This is a proof-of-concept exploit of the PortSmash microarchitecture attack, tracked by CVE-2018-5407.
A CPU featuring SMT (e.g. Hyper-Threading) is the only requirement.
This exploit code should work out of the box on Skylake and Kaby Lake. For other SMT architectures, customizing the strategies and/or waiting times in
spy is likely needed.
Download and install OpenSSL 1.1.0h or lower:
cd /usr/local/src wget https://www.openssl.org/source/openssl-1.1.0h.tar.gz tar xzf openssl-1.1.0h.tar.gz cd openssl-1.1.0h/ export OPENSSL_ROOT_DIR=/usr/local/ssl ./config -d shared --prefix=$OPENSSL_ROOT_DIR --openssldir=$OPENSSL_ROOT_DIR -Wl,-rpath=$OPENSSL_ROOT_DIR/lib make -j8 make test sudo checkinstall --strip=no --stripso=no --pkgname=openssl-1.1.0h-debug --provides=openssl-1.1.0h-debug --default make install_sw
If you use a different path, you’ll need to make changes to
Turns off frequency scaling and TurboBoost.
Sync trace through pipes. It has two victims, one of which should be active at a time:
- The stock
dgstcommand to produce a P-384 signature.
- A harness
eccthat calls scalar multiplication directly with a known key. (Useful for profiling.)
The script will generate a P-384 key pair in
secp384r1.pem if it does not already exist.
The script outputs
data.bin which is what
openssl dgst signed, and you should be able to verify the ECDSA signature
data.sig afterwards with
openssl dgst -sha512 -verify secp384r1.pem -signature data.sig data.bin
ecc tool case,
secp384r1.pem are meaningless and
data.sig is not created.
taskset commands in
sync.sh, the cores need to be two logical cores of the same physical core; sanity check with
$ grep '^core id' /proc/cpuinfo core id : 0 core id : 1 core id : 2 core id : 3 core id : 0 core id : 1 core id : 2 core id : 3
So the script is currently configured for logical cores 3 and 7 that both map to physical core 3 (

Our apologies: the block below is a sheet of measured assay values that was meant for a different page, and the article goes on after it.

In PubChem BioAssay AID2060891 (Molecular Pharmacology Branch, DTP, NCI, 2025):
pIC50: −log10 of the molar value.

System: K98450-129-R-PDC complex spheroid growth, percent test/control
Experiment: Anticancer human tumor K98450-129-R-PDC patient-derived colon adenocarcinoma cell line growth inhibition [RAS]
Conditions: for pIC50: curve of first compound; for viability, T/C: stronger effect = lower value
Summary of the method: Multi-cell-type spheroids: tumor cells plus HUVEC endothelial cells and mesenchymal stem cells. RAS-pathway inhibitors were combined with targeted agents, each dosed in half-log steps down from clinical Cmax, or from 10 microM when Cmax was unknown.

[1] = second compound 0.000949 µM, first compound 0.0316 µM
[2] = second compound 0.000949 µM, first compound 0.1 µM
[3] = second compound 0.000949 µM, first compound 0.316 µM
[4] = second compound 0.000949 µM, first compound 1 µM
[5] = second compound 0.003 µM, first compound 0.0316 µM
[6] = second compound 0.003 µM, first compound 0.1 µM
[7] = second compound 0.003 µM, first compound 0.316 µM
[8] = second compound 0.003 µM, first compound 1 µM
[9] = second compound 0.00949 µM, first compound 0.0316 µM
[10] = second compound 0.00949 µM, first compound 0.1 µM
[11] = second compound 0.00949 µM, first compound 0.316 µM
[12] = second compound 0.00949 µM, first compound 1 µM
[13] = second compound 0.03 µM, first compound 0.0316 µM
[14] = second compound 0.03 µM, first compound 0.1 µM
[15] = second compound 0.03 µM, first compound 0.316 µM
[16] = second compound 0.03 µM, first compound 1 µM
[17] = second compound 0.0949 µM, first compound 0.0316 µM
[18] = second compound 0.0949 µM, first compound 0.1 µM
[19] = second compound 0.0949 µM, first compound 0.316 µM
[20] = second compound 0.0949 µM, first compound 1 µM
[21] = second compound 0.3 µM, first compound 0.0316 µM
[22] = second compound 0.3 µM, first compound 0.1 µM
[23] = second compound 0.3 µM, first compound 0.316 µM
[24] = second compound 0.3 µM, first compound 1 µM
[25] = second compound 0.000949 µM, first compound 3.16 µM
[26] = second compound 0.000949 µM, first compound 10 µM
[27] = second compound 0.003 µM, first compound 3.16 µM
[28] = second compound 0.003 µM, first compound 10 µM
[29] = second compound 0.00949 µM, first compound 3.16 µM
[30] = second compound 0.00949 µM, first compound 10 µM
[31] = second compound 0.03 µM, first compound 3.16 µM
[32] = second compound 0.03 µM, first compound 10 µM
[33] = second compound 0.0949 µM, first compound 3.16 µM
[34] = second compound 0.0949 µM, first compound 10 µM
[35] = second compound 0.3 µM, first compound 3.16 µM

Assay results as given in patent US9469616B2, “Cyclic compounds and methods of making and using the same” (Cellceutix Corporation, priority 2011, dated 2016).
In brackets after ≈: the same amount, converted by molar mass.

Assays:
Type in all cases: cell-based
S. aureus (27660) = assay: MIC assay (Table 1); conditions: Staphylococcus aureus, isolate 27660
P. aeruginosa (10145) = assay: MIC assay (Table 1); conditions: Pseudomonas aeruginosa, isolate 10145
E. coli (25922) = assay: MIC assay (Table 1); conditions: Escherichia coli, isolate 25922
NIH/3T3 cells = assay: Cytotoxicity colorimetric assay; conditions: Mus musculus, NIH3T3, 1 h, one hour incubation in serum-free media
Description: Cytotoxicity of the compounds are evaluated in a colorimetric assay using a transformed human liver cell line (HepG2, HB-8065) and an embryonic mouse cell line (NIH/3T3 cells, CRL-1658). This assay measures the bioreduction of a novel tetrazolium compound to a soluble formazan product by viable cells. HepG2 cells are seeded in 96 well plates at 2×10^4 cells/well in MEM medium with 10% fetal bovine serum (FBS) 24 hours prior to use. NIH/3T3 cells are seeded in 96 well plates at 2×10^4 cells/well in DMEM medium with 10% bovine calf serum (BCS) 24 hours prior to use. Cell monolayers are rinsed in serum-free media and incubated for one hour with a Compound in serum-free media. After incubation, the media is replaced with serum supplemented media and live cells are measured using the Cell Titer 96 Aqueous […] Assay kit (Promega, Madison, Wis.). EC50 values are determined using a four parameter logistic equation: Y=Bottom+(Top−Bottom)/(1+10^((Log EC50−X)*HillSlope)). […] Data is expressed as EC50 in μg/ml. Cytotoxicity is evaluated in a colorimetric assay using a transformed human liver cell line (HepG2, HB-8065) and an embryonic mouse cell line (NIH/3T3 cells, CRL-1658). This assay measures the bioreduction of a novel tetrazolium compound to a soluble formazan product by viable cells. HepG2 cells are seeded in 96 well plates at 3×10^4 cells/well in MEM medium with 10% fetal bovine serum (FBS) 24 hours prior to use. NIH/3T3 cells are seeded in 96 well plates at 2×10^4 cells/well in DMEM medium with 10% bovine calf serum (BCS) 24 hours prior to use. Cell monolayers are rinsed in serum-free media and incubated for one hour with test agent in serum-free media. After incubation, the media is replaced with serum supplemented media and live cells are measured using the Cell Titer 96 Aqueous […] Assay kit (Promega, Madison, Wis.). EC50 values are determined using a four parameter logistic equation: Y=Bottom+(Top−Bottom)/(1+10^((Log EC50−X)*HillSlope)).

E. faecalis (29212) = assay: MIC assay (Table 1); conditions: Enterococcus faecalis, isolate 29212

Measurement process that outputs measurements in
timings.bin. To change the
spy strategy, check the port defines in
spy.h. Only one strategy should be active at build time.
timings.bin is actually raw clock cycle counter values, not latencies. Look in
parse_raw_simple.py to understand the data format if necessary.
Victim harness for running OpenSSL scalar multiplication with known inputs. Example:
./ecc M 4 deadbeef0123456789abcdef00000000c0ff33
Will execute 4 consecutive calls to
EC_POINT_mul with the given hex scalar.
Quick and dirty hack to view 1D traces. The top plot is the raw trace. Everything below is a different digital filter of the raw trace for viewing purposes. Zoom and pan are your friends here.
You might have to adjust the
CEIL variable if the plots are too aggressively clipped.
sudo apt-get install python-numpy python-matplotlib
Turn off frequency scaling:
Make sure everything builds:
make clean make
Take a measurement:
View the trace:
python parse_raw_simple.py timings.bin
You can play around with one victim at a time in
sync.sh. Sample output for the
openssl dgst victim is in
- Alejandro Cabrera Aldaya (Universidad Tecnológica de la Habana (CUJAE), Habana, Cuba)
- Billy Bob Brumley (Tampere University of Technology, Tampere, Finland)
- Sohaib ul Hassan (Tampere University of Technology, Tampere, Finland)
- Cesar Pereida García (Tampere University of Technology, Tampere, Finland)
- Nicola Tuveri (Tampere University of Technology, Tampere, Finland)